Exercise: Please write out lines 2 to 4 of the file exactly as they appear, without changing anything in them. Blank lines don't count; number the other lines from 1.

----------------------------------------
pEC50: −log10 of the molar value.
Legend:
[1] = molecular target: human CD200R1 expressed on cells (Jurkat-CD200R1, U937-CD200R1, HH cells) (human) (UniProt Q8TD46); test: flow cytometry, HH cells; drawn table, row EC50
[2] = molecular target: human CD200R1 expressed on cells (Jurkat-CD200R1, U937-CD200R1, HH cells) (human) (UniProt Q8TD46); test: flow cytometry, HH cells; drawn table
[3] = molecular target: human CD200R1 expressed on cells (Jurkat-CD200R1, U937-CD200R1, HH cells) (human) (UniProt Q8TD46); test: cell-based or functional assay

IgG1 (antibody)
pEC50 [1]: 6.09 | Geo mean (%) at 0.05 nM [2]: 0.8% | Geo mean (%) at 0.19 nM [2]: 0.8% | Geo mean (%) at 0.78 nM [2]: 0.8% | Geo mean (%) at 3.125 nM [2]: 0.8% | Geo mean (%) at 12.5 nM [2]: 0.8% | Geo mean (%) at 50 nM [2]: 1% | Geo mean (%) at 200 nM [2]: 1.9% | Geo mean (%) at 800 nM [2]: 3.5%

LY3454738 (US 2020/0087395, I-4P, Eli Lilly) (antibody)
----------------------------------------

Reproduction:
Legend:
[1] = molecular target: human CD200R1 expressed on cells (Jurkat-CD200R1, U937-CD200R1, HH cells) (human) (UniProt Q8TD46); test: flow cytometry, HH cells; drawn table, row EC50
[2] = molecular target: human CD200R1 expressed on cells (Jurkat-CD200R1, U937-CD200R1, HH cells) (human) (UniProt Q8TD46); test: flow cytometry, HH cells; drawn table